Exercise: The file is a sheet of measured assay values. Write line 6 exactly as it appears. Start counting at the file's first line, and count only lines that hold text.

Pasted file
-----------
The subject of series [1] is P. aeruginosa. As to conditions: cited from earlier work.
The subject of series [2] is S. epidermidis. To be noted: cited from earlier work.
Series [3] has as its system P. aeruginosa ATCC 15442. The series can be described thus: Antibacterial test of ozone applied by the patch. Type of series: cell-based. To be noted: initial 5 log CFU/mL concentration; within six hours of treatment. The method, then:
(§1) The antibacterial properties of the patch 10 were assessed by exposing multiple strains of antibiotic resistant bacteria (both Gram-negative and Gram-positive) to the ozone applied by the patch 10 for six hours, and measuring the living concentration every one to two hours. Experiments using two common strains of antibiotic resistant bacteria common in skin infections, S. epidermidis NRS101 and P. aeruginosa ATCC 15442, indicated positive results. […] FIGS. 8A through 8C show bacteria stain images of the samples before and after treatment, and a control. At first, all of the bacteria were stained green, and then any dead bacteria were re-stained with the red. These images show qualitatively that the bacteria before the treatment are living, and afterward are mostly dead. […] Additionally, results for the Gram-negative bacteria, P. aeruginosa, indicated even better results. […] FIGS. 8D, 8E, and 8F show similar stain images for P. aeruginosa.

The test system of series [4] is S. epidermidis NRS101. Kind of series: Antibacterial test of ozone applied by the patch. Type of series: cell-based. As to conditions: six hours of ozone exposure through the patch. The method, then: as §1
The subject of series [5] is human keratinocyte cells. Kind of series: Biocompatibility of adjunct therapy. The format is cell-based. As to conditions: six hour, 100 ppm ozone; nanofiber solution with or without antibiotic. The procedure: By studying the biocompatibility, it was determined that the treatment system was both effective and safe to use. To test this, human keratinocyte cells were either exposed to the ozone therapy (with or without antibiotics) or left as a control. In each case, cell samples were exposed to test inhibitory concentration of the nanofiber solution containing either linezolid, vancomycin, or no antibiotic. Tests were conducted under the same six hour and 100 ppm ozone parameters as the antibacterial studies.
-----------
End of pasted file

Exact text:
The subject of series [5] is human keratinocyte cells. Kind of series: Biocompatibility of adjunct therapy. The format is cell-based. As to conditions: six hour, 100 ppm ozone; nanofiber solution with or without antibiotic. The procedure: By studying the biocompatibility, it was determined that the treatment system was both effective and safe to use. To test this, human keratinocyte cells were either exposed to the ozone therapy (with or without antibiotics) or left as a control. In each case, cell samples were exposed to test inhibitory concentration of the nanofiber solution containing either linezolid, vancomycin, or no antibiotic. Tests were conducted under the same six hour and 100 ppm ozone parameters as the antibacterial studies.